In addition to the hot-button issues, SVU hasn’t been shy about exploring the lives of its characters. Leight and Hargitay have explored the evolution of Olivia Benson, but she’s not the only piece in the puzzle. How do you keep a show fresh 16 years later? That’s the biggest challenge according to Danny Pino.

Last year saw Pino’s Detective Nick Amaro go off the rails and beat up a perp. He’s been demoted and sent to Queens as a uniformed officer.

“I think, for me, to see a detective who is comfortable being in a tie and suit to now have to swallow a sour pill, being on patrol. That is interesting. I think that’s the challenge and that’s the goal: to make it fresh,” he said.

For star Kelli Giddish, keeping it fresh involves keeping her character, Detective Amanda Rollins a mess, frankly.

“Last year I had some really hairy storylines and I want more of that,” she said. “I love that. I love maintaining that Rollins is kind of a mystery. We know she’s from Georgia, but why’d she come here? What’s her family like? We’ve gotten glimpses of that. It’d be a joy just to explore that again this year. We might see some of Amanda’s family come back. We’ve got this weird relationship going on with her and Amaro. Where does that go?”

As SVU comes out of the shadow of the Beast—the character Pablo Schreiber played in seasons 14 and 15 who terrorized Hargitay’s Benson—there’s a chance to explore a new dynamic. Even comedy.

Giddish said she doing a scene with Hargitay and newbie Peter Scanavino and they got to do humor. The director told her, “This is literally the funniest scene I’ve directed on SVU.”

“Me and Mariska haven’t gotten to really be together on a lot of fronts, because Rollins, frankly, has been in trouble too much. We kind of perked up. We were like, ‘This could be a lot of fun this year,'” she said. “We got to kind of play the female dynamic and what goes on between us. Are we feisty? Are we on united fronts? It always changes, just like it does in real life.”

After 16 years Law & Order: SVU is a well-oiled machine, Giddish said. But executive producers Leight and Julie Martin have created an environment to allow the actors to explore and suggest storylines. “We do have the freedom to fail,” she said. “There’s still a freshness about this show that people respond to. I was just in Starbucks and I had to take like eight selfies…they love this show.”

Part of that love is thanks to SVU‘s heart: Hargitay.

“One of the best things about this particular series…is that SVU never lets you off the hook. There’s a warmth that was always inherent in Mariska’s performance that forced you to deal with this, not being able to wrap it up neatly and put it away,” Raúl Esparza said. “However [episodes] end, which is a satisfying hour of television, you’re still left with the repercussions of what you faced and you know there’s a central character who has been deeply affected by it, and you’re not off the hook.”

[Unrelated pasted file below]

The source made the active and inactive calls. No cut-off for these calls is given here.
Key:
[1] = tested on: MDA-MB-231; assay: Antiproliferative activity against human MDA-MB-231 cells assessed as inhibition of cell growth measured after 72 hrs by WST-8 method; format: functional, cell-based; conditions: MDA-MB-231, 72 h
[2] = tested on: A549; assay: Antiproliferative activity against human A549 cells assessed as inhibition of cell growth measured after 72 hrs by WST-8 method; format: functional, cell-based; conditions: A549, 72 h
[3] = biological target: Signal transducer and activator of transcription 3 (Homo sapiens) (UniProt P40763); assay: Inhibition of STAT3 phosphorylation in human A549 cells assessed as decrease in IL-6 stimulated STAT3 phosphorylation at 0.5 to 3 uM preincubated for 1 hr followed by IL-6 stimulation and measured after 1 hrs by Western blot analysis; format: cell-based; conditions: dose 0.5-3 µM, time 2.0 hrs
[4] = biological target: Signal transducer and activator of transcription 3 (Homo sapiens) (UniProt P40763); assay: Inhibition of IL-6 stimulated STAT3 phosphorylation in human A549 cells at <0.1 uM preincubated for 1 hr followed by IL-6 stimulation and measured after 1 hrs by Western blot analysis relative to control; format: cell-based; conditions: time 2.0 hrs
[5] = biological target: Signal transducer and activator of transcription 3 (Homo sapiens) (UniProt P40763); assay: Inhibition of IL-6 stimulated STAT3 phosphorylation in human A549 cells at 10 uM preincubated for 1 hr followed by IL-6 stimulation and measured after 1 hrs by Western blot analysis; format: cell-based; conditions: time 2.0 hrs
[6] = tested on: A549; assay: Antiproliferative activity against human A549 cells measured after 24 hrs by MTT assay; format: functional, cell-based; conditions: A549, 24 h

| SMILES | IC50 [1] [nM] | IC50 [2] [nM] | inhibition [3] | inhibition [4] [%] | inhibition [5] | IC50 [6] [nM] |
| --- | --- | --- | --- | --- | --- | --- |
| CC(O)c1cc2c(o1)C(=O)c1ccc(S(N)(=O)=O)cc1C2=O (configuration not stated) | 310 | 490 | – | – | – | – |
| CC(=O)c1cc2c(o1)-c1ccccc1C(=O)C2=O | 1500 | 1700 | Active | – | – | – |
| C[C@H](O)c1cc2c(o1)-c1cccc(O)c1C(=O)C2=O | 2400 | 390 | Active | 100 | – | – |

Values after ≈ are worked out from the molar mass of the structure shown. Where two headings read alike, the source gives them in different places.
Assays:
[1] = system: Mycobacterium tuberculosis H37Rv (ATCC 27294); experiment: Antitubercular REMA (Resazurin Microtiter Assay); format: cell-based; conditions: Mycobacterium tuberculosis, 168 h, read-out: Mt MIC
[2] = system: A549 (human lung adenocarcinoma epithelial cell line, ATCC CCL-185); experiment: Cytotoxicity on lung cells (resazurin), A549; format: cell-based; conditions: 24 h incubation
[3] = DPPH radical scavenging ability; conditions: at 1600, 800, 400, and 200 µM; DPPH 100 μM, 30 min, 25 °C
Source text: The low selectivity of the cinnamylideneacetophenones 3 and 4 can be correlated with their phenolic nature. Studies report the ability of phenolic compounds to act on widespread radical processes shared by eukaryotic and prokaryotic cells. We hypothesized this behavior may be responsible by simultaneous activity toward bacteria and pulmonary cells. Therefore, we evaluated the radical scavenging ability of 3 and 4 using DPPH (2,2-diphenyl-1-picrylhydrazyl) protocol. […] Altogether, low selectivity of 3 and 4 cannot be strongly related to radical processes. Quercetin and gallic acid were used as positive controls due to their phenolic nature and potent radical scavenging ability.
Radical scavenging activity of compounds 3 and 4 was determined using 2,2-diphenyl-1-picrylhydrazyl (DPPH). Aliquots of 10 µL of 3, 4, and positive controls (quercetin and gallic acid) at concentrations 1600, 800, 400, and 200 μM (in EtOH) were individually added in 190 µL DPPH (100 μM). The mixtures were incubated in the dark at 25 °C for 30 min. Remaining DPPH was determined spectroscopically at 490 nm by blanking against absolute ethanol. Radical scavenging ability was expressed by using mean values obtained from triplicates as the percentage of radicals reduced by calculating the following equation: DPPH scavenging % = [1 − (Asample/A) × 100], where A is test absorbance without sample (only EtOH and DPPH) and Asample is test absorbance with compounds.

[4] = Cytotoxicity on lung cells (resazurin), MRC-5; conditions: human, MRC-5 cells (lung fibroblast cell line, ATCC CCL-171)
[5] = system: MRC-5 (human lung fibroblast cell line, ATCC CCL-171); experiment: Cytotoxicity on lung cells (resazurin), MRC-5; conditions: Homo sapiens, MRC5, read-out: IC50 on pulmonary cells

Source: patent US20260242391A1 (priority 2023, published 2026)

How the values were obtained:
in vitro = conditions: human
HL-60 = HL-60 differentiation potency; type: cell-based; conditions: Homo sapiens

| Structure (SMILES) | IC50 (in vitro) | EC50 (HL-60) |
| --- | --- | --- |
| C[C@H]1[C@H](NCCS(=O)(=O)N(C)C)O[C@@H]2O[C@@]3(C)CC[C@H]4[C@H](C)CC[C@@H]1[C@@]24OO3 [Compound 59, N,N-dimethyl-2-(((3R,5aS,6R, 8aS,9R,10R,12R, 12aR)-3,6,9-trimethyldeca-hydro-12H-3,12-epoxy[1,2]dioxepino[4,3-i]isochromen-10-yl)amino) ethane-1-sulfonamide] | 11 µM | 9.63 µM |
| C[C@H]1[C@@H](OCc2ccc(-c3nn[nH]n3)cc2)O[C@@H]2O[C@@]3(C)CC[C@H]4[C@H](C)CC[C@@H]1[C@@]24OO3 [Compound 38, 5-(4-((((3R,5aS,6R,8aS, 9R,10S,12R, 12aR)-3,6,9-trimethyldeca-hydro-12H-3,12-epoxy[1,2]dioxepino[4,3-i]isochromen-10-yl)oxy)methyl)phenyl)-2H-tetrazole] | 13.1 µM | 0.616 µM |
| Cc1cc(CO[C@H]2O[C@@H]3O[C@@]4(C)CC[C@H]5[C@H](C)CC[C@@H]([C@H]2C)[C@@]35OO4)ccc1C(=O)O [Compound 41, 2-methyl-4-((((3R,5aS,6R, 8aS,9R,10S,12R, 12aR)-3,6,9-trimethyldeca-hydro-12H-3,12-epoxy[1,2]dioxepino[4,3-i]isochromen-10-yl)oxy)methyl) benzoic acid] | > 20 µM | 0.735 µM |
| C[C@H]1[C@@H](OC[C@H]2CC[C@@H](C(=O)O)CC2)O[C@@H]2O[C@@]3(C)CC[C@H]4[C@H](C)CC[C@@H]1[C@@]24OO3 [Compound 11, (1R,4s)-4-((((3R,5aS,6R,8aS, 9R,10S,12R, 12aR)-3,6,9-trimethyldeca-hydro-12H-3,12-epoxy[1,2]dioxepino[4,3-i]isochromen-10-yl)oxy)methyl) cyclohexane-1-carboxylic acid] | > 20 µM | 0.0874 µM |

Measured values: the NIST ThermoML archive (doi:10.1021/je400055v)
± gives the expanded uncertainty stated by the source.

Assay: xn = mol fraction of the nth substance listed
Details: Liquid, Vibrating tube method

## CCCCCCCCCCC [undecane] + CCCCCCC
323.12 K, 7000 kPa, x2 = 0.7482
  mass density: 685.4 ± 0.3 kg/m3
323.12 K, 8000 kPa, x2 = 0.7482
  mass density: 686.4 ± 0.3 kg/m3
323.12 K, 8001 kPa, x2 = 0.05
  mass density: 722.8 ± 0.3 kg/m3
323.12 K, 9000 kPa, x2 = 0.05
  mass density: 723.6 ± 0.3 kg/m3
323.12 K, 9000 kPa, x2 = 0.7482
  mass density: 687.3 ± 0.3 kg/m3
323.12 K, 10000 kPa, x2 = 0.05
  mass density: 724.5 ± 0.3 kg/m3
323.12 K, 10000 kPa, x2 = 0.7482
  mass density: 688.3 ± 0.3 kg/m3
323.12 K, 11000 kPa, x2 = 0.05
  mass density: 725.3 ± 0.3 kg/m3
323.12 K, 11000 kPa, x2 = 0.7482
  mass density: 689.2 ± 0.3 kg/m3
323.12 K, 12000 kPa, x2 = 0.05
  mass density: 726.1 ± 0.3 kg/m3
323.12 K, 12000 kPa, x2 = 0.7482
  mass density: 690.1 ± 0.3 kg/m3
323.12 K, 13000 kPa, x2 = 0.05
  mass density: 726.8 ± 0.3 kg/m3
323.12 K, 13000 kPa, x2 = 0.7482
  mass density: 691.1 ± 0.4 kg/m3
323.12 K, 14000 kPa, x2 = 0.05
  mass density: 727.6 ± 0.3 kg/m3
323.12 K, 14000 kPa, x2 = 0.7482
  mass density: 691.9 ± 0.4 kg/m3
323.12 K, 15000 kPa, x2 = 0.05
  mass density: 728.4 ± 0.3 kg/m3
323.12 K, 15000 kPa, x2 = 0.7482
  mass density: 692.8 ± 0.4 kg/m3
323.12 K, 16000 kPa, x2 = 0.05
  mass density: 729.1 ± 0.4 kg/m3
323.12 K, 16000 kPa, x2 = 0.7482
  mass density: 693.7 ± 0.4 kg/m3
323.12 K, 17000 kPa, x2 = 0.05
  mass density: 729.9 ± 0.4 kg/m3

Law & Order: SVU premieres Wednesday, Sept. 24 at 9 p.m. on NBC.


Amaro (Danny Pino) reports to the scene of a car crash where Hollywood starlet Tensley Evans (guest star Stevie Lynn Jones) tries to flirt her way out of an arrest. Amaro’s by-the-book handling of the situation gets him back on the SVU squad, just in time to investigate Tensley’s latest offense – the statutory rape of a 15 year-old boy. But Benson (Mariska Hargitay) suspects that underlying issues may have led to Tensley’s downward spiral – is the victimizer also a victim? Also starring Kelli Giddish (Detective Amanda Rollins) and Raúl Esparza (ADA Rafael Barba). Also guest starring Peter Scanavino (Detective Carisi), Brian d’Arcy James (Adam Brubeck), Dana Wheeler-Nicholson (Donna Evans), Ron Rifkin (Counselor Marvin Exley), Gary Milner (Dennis George), Drigan Lee (Brody Clark), TBD (Dr. Jim Durant), Kaitlyn Bausch (Maude Peterson) and Hoda Kotb (as herself).

Warning: Preview clips may contain spoilers so watch at your own risk!

Monday, October 13: Law & Order: SVU; 7:00 PM
Panel: Dick Wolf; Warren Leight; Mariska Hargitay; Other panelists to be announced.



Basketball superstar Shakir “The Shark” Wilkins (guest star Henry Simmons) announces his partnership with the Orion Bay clothing line, owned by billionaire Orion Bauer (guest star Stacy Keach) and his daughter Cordelia (guest star Teri Polo). But the SVU intervenes when Orion press rep Carla Cannon (guest star Kelley Missal) tells reporters she was raped by Wilkins. When more women come forward, Benson (Mariska Hargitay) and Detective Carisi (guest star Peter Scanavino) disagree on the authenticity of each woman’s story, and Barba (Raul Esparza) takes a shaky case to court. Meanwhile, the case takes Rollins (Kelli Giddish) to her former precinct in Atlanta, where ex-colleagues bring up old memories. Also starring Ice-T (Detective Odafin Tutuola). Also guest starring Elizabeth Marvel (Counselor Rita Calhoun), Lakisha May (Tiana), Patricia Noonan (Macie-Lynn), Myk Watford (Captain Sam Reynolds) and Sandy Duncan (Judge Virginia Farrell).